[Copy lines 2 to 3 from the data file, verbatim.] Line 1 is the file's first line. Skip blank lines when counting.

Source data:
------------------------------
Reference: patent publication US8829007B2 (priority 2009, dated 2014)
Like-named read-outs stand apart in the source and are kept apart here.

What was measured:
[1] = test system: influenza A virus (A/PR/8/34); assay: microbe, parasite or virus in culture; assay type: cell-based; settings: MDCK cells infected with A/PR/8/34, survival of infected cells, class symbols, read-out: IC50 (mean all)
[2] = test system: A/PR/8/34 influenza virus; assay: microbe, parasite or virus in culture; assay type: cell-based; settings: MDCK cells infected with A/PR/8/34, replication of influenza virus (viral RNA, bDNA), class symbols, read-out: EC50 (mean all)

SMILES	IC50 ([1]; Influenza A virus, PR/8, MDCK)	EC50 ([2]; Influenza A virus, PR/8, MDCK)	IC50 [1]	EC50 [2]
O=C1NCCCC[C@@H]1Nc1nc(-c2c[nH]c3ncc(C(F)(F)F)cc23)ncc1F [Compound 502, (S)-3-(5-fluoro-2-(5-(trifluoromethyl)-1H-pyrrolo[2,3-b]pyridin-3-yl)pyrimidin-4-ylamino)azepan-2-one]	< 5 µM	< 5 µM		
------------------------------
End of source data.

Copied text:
Like-named read-outs stand apart in the source and are kept apart here.

What was measured: